Emergency proxy and taking postal votes to polling stations, what you need to know

When is the deadline for postal votes, and what should you do if an emergency means you can't vote in person?

The polls will be open between 7am and 10pm on Thursday. (PA)
The polls will be open between 7am and 10pm on Thursday. (PA)

Reports of delays to postal vote deliveries has blighted the final stretch of campaigning ahead of the general election on 4 July.

The postal affairs minister Kevin Hollinrake said it was “not acceptable” that ballot packs were piling up in sorting offices and that the Royal Mail needed to employ more staff.

However, a spokesman for the Royal Mail insisted that there was “no backlog” and that ballot packs which reached them on time would be delivered before polling day.

Ahead of Thursday’s poll, here is what you need to know about postal votes and voting by emergency proxy.

Vijay Rangarajan, chief executive of the Electoral Commission, said about 6.7 million postal votes had already been sent.

He said the last batches should have been delivered to people on Monday and Tuesday, but added if voters are already abroad then “there’s very little” that can be done.

In order to be counted, completed postal votes will need to have reached councils by 10pm on Thursday - when the polls close - so they should be posted as soon as possible if not done so already.

But if the postal vote can’t be posted on time, it can still be taken to your designated polling station on Thursday.

Votes cast by post in UK general elections. (PA)
Votes cast by post in UK general elections. (PA)

People may also be able to hand it in to their local council office, but they should first confirm this with their local Electoral Registration Officer.

Anyone handing in a postal vote in person will need to complete a form providing their name and address, how many postal votes they are handing in and the reason why they are being handed in.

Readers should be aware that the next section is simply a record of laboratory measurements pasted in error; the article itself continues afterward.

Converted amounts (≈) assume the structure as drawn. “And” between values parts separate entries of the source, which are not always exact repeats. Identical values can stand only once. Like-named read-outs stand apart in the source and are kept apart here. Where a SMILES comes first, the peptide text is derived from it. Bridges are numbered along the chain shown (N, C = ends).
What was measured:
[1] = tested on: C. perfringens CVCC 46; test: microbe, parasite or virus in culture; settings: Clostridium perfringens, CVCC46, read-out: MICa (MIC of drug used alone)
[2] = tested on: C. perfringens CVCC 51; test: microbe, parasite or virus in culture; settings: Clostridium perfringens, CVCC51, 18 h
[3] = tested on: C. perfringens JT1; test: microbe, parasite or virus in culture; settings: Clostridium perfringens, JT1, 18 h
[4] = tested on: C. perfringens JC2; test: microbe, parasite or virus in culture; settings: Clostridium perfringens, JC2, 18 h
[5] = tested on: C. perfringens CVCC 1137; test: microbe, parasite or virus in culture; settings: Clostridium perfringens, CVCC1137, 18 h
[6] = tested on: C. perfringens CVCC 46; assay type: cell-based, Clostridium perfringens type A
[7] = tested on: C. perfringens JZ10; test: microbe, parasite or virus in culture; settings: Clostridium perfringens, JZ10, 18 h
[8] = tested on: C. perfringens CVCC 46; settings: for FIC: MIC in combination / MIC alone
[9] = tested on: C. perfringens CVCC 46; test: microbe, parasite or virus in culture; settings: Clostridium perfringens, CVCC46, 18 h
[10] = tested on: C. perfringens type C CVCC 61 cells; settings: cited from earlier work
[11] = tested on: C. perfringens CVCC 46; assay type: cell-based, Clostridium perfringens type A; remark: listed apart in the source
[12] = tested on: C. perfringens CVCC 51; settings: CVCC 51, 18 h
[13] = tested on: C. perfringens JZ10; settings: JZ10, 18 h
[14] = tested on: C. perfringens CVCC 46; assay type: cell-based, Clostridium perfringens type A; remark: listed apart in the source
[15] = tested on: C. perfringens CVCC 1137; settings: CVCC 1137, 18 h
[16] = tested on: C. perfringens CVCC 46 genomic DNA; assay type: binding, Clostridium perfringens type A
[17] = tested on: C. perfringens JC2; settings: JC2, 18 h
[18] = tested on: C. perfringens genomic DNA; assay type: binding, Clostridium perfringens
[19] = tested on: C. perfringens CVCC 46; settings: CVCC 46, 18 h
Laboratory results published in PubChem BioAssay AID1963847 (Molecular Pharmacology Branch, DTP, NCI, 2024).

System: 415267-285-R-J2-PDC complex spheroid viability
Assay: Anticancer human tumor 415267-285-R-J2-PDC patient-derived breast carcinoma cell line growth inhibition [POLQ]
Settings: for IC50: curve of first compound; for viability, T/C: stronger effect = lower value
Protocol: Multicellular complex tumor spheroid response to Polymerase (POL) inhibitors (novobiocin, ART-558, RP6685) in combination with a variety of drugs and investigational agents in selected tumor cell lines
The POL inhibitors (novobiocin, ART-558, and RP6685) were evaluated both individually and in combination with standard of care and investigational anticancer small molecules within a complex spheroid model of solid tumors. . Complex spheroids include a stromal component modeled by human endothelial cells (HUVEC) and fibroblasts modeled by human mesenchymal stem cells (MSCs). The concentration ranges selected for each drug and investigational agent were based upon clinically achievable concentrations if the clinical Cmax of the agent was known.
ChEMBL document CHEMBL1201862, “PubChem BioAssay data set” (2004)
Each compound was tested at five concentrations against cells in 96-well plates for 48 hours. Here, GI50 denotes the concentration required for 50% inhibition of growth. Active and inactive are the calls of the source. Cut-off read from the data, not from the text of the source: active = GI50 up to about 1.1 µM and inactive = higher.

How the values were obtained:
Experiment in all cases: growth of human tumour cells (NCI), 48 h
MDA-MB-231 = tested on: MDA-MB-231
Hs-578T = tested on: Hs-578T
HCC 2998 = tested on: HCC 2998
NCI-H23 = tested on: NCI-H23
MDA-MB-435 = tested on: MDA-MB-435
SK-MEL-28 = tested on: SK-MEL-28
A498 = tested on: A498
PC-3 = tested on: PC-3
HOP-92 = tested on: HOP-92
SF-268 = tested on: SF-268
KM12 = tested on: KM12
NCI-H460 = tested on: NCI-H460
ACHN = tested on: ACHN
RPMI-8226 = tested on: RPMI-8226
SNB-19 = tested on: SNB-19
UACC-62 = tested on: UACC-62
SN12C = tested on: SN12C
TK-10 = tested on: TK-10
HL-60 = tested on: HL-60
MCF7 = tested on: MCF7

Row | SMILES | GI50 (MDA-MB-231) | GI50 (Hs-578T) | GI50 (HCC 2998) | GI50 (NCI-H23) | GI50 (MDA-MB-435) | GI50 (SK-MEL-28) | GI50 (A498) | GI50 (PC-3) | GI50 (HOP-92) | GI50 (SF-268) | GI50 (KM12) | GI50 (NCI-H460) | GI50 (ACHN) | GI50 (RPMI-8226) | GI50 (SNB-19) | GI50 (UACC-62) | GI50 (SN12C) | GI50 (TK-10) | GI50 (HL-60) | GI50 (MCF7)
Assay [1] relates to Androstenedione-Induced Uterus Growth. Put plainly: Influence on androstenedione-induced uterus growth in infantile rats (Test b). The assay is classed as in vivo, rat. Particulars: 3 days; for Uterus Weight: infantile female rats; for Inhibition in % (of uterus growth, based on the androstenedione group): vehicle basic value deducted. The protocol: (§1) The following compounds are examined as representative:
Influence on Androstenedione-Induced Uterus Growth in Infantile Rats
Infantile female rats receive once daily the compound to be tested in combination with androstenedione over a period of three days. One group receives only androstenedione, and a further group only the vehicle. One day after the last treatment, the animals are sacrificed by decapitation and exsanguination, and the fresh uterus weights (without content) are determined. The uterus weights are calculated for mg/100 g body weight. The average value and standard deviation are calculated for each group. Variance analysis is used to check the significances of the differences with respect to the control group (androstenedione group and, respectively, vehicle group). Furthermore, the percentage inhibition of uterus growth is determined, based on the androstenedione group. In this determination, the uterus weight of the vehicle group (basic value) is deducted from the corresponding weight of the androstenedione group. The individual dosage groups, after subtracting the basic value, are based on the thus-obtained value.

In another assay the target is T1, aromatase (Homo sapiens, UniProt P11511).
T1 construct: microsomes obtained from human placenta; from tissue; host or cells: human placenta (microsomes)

Once a postal vote has been submitted, it can't be cancelled.

Postal voting has surged in popularity in recent years, with at least one in five votes cast by post at each of the three most recent general elections.

TOPSHOT - A man sits at a polling station set up at the Rawdon Model Boat Club, near Leeds on May 23, 2019, as voting for the European Parliament elections got underway across the country. - Voting got under way in Britain early on Thursday in elections to the European Parliament -- a contest the country had not expected to hold nearly three years after the Brexit referendum. (Photo by Oli SCARFF / AFP)        (Photo credit should read OLI SCARFF/AFP via Getty Images)
Emergency proxy applications can still be made on polling day. (AFP via Getty Images)

If you face an emergency which means you can't vote in person at a polling station, it is still possible to apply for an emergency proxy: whereby someone votes on your behalf.

The emergency must be a situation you weren't aware of before the normal proxy deadline, which was 26 June.

Emergency proxy applications can be made up to 5pm on Thursday, which is five hours before voting closes.

A voter can only apply for an emergency proxy if something unexpected prevents them from voting: a medical emergency, being away for work or a lost or stolen voter ID.

Emergency proxy application forms for these scenarios can be found on the Electoral Commission website.

Anyone voting in person at a polling station will need to provide voter ID. This must include a photo to be valid, but can still be valid even if the ID has expired.

Voters will need one of the following:

  • a UK or Northern Ireland photocard driving licence (full or provisional)

  • a driving licence issued by an EU country, Norway, Iceland, Liechtenstein, the Isle of Man or any of the Channel Islands

  • a UK passport

  • a passport issued by an EU country, Norway, Iceland, Liechtenstein or a Commonwealth country

  • a PASS card (National Proof of Age Standards Scheme)

  • a Blue Badge

  • a biometric residence permit (BRP)

  • a Defence Identity Card (MOD form 90)

  • a national identity card issued by the EU, Norway, Iceland or Liechtenstein

  • a Northern Ireland Electoral Identity Card

  • a Voter Authority Certificate

  • an Anonymous Elector’s Document

One of the following travel passes is also acceptable as photo ID:

  • an older person’s bus pass

  • a disabled person’s bus pass

  • an Oyster 60+ card

  • a Freedom Pass

  • a Scottish National Entitlement Card (NEC)

  • a 60 and Over Welsh Concessionary Travel Card

  • a Disabled Person’s Welsh Concessionary Travel Card

  • a Northern Ireland concessionary travel pass

Any photo ID must look like you and the name must match what is written on the electoral register. If your name has changed you must bring documents that prove you have changed your name.

For anyone without photo ID, they won't be able to vote because the deadline for a Voter Authority Certificate - which is issued in place of photo ID - passed on 26 June.

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